Timberland has become recognized as an attractive investment opportunity.  Globally over $12 billion is invested in timberland holdings by institutions like banks, insurance companies, pension funds and universities.  Analysis has shown this is a relatively low-risk investment that provides excellent diversification for institutional portfolios (with negative correlation with stock and bond returns and little correlation with the real estate market).  More importantly, rates of return for timberland investment have been excellent, with nominal rates of return averaging 9 to 12 percent.  Over the 1990's the major timber index showed a 17 percent average annual rate of return and university research indicates that intensive timber management can produce 12 to 15 percent nominal rates of return.

 

Teak logs from Ecuador



Where are timberland opportunities located?
Current major investment regions in the United States are the South, the Pacific Northwest and the Northeast.  Internationally, other investment areas are New Zealand, Australia, Canada and South America.  The South American countries are the predominant timberland investment region due the weather conditions, easy growing of hardwoods, low cost, big demand worldwide in special of teak wood.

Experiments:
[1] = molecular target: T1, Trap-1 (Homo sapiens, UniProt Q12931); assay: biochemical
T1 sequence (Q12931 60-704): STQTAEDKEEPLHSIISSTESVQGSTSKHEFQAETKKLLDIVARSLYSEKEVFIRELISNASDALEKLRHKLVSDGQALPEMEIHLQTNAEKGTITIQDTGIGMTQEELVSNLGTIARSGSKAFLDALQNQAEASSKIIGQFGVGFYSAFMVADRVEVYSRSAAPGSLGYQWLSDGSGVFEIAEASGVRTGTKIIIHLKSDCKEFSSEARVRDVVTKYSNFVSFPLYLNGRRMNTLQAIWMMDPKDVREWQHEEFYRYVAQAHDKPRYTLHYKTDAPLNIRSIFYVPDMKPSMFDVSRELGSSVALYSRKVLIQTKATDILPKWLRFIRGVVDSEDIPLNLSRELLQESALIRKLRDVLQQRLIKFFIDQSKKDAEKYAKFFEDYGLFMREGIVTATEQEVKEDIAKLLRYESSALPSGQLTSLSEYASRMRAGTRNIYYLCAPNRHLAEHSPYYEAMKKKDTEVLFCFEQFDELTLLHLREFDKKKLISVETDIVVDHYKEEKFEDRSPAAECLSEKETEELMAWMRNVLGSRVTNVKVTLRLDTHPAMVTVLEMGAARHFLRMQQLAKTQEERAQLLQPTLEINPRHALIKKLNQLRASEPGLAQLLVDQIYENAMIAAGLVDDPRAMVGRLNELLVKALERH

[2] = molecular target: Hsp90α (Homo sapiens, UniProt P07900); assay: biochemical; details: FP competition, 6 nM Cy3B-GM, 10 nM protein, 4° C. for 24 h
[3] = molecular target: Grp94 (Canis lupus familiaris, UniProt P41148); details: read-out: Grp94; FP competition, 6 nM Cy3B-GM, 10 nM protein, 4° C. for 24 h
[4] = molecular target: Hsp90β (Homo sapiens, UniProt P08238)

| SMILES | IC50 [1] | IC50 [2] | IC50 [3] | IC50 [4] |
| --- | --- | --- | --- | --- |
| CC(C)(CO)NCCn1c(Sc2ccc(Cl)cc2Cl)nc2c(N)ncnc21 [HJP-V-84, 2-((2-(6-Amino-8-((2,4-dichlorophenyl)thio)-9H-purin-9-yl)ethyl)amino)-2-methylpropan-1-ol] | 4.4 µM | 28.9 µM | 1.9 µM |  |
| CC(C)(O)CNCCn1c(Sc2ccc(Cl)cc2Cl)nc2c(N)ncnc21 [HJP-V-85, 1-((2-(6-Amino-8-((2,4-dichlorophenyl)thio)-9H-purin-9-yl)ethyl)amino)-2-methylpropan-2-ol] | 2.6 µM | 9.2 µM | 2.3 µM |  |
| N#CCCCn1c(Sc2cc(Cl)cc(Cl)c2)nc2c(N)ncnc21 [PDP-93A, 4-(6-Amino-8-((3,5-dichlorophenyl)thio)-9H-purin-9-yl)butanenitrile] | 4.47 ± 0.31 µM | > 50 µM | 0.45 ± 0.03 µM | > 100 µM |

CONCLUSION:

Teak has fairly good growth rates and the return from the species is lucrative enough for explotation on a commercial basis. It is thus suitable as a plantation timber species in areas with ecological conditions appropriate for its growth, and it appears to have potential for use in the Forest Plantation Programme in some countries. Preliminary experiences indicate that teak can grow on a wide variety of soil types in tropical countries; however, on problematic soils there is a definite need to use intensive silvicultural management practices. 

Based in 51 years experience in teak wood here, as Rockefeller family planted the first teak seeds in Ecuador in year 1956 with the vision of advanced entrepreneurs, too many people development big cultivated fields of teak in extenses areas of our country.

Now, we are proud of our exportation of teak wood to all markets in the world, and this growing numbers are improved year by year.

The properties that we sell are easy to handle since we are company specialized and dedicated to prune, to clear weeds, to fertilize and to take full care of the farms with Forest Engineers and qualified personnel that taking care of the necessities of the teak plantations.

Big demand: World consumption of tropical hardwoods has multiplied nearly 25 times in just the last 4 decades.
More than 100 billion board feet of tropical hardwoods are now being consumed each year.